Dynamic lighting has been available on ROBLOX for almost one week, meaning intrepid builders have had time to explore the depth of the feature and devise tips, tricks and techniques for harnessing its beauty. In this article, a pair of winners of our dynamic lighting video contest and a pair of builders who have demonstrated an understanding of dynamic lighting describe what they’ve learned in week one. If you’re an up-and-coming dynamic lighting aficionado, you shouldn’t miss these 100% builder-provided techniques.
We recommend you read our introduction to dynamic lighting to learn how to manipulate basic dynamic lighting variables before going deeper into this article. Here, we’ll gradually move from beginner techniques to more advanced practices. Ravenshield, one of the winners of our dynamic lighting video contest, kicks things off with a foundational consideration: the overall level of brightness in your place.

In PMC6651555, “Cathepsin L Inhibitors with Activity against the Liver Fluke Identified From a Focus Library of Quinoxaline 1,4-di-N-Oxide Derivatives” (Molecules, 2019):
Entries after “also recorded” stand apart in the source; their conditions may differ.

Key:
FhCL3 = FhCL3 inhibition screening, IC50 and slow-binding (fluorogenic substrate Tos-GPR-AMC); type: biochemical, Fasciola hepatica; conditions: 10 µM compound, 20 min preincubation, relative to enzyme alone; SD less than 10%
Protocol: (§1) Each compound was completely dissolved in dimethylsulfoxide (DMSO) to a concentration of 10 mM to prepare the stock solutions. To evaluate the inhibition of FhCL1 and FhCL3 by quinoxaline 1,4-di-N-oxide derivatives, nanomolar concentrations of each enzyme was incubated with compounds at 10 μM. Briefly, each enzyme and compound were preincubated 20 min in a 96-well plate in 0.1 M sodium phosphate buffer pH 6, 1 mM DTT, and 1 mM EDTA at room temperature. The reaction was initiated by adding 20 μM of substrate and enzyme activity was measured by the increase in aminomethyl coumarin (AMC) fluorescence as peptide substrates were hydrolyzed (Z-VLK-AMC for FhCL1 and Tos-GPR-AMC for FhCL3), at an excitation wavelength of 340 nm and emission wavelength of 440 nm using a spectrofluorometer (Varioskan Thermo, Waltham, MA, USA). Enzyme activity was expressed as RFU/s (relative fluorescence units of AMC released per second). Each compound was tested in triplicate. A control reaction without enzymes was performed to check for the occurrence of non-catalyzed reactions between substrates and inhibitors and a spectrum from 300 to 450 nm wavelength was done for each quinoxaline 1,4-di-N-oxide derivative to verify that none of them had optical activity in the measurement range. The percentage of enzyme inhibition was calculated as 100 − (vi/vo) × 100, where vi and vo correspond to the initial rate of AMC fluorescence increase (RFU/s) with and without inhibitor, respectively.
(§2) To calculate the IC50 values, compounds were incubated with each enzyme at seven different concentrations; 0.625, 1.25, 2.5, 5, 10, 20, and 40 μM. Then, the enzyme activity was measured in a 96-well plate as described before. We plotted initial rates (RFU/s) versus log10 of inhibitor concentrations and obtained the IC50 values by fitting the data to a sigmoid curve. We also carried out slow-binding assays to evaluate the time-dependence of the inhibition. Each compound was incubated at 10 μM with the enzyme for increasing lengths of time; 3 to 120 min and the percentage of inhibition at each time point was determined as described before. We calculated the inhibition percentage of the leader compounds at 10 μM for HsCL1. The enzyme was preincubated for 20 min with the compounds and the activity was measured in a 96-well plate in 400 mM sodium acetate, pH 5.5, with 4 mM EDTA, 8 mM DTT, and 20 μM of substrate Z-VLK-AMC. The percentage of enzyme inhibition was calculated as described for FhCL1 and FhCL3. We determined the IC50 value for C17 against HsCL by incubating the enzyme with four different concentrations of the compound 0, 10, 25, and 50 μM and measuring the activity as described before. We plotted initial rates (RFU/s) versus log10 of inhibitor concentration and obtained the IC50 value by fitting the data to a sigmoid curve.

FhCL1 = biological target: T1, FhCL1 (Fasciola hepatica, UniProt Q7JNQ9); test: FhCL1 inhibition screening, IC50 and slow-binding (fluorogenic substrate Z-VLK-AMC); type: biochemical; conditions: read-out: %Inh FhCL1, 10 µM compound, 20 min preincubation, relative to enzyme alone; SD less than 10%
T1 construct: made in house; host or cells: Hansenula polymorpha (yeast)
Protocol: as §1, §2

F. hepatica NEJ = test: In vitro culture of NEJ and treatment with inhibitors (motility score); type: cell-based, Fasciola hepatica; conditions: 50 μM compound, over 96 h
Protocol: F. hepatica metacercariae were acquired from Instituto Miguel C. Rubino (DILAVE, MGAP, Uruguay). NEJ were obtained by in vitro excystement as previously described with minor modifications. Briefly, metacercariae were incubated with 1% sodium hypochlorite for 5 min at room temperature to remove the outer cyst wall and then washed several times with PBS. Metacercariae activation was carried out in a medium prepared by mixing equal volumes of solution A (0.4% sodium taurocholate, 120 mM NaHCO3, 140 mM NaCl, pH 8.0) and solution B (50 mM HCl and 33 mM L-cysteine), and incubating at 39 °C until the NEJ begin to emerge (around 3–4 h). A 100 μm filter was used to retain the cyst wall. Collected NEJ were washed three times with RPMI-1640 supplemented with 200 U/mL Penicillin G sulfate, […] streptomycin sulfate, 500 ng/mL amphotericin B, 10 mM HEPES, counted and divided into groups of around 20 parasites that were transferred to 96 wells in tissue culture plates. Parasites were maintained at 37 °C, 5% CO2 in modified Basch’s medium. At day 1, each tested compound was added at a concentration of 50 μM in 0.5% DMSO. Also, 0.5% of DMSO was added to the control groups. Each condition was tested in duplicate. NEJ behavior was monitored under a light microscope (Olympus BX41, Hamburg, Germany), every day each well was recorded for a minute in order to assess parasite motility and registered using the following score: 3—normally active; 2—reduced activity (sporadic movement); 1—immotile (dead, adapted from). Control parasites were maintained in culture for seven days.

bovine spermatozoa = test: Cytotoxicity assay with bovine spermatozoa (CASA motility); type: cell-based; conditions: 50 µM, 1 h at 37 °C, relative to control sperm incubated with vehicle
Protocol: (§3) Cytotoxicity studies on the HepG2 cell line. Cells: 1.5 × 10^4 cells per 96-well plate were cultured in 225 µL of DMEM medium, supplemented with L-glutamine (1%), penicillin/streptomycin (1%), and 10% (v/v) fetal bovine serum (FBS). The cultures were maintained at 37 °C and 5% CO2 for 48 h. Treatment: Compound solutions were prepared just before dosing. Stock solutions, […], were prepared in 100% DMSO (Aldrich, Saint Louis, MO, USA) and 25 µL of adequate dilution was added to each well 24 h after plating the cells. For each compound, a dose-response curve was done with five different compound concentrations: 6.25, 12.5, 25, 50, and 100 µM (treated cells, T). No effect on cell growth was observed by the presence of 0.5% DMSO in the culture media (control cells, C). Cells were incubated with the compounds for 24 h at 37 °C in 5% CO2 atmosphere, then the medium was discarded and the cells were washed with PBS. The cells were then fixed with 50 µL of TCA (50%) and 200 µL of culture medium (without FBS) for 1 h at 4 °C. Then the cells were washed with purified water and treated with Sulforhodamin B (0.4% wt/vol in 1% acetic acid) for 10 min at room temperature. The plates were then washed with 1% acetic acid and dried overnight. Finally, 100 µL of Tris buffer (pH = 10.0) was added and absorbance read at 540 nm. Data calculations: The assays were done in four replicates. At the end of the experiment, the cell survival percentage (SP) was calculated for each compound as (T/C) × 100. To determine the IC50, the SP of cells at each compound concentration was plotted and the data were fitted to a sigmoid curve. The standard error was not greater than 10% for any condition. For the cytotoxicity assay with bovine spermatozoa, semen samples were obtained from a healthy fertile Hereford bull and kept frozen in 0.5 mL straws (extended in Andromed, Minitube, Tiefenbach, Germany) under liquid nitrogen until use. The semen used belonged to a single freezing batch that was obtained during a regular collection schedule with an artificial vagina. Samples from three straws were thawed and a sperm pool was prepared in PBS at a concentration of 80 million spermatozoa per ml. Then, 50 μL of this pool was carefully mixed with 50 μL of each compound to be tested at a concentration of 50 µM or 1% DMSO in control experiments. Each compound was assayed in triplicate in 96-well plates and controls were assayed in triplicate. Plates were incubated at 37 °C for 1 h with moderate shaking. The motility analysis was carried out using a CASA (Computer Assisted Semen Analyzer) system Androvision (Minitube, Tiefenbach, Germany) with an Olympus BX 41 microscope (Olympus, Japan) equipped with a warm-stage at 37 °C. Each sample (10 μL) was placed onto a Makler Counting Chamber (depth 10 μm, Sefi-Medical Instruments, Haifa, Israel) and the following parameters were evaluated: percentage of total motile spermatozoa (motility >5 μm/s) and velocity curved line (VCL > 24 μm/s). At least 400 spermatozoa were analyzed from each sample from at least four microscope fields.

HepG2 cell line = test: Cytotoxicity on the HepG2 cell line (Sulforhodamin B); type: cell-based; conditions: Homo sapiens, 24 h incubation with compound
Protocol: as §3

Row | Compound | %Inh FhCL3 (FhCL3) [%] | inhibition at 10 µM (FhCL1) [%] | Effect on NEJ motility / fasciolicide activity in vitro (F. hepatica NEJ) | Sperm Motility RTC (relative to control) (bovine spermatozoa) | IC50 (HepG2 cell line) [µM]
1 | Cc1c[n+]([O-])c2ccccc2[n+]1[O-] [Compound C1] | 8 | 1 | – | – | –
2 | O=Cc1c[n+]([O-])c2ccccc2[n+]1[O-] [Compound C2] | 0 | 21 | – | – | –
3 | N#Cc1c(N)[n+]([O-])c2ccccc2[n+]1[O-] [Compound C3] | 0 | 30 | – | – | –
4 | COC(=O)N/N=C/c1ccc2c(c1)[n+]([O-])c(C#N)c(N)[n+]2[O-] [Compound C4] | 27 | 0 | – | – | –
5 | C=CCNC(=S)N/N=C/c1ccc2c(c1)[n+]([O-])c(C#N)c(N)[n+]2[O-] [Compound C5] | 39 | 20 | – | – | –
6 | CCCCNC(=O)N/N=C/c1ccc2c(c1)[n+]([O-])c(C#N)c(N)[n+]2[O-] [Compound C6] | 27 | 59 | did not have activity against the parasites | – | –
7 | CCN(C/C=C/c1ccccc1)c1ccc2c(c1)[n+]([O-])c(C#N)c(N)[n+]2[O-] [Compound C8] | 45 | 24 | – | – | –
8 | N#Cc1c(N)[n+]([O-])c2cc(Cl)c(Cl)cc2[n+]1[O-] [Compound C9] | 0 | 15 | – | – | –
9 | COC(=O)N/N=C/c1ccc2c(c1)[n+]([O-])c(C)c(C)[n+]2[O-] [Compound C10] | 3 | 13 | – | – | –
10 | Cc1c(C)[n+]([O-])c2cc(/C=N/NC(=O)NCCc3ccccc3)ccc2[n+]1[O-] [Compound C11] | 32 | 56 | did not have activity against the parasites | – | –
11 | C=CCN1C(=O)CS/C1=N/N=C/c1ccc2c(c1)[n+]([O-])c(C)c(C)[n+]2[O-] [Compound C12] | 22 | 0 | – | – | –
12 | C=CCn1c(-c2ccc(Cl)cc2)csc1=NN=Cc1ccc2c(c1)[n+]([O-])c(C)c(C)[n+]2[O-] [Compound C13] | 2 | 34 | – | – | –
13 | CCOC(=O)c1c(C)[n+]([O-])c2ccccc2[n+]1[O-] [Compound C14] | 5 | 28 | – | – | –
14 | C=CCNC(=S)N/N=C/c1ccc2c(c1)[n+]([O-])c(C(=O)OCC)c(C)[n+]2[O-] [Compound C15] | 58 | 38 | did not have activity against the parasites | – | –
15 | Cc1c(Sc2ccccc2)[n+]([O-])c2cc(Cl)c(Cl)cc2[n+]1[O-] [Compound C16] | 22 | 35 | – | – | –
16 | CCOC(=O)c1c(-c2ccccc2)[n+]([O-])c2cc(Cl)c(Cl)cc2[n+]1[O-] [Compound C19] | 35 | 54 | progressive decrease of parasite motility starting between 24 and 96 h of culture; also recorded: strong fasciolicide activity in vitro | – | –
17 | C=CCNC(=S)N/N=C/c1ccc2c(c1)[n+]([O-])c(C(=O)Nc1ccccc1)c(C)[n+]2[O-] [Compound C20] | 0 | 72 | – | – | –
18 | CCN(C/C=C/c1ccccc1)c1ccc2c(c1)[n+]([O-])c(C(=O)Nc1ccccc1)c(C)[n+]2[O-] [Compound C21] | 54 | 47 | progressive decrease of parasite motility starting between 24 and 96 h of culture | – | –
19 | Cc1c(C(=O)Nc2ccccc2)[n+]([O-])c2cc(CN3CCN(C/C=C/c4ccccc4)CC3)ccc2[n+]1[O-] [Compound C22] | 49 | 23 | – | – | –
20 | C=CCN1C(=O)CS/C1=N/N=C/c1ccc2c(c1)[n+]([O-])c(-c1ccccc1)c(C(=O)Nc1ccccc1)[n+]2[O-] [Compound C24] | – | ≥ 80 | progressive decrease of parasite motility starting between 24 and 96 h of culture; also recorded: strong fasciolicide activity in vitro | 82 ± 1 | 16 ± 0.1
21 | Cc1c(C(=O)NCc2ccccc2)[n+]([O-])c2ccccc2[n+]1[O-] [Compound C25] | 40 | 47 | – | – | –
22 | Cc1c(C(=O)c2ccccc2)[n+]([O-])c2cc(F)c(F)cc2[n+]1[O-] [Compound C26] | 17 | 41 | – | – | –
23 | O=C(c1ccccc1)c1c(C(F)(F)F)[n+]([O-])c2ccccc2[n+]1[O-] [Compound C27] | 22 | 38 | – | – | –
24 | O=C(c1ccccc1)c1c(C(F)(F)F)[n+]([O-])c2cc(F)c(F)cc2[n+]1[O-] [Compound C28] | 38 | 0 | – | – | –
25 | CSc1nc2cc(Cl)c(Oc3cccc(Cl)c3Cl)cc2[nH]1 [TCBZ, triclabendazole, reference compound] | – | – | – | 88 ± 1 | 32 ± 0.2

During the creation of my dynamic lighting video trailer, I discovered that, when it comes to brightness, no two monitors are exactly alike. My primary monitor is an LED monitor, which is very bright. That was where I set up the atmosphere and recorded my dynamic lighting video contest entry. However, when I shared the video, viewers told me it was too dark — they “barely saw anything.” I saw the details very clearly on my screen but, when I watched the video on my other monitor, I noticed the visual problem for myself. My second screen was way darker. I should have cross-checked.
My tip for you is to get a friend to launch your place on their computer and see if there is a difference. If it’s dark on either machine, tweak your lighting settings. Make things a touch brighter in your place. Personally, I would rather make my things a bit too bright than so dark that other players can’t see anything!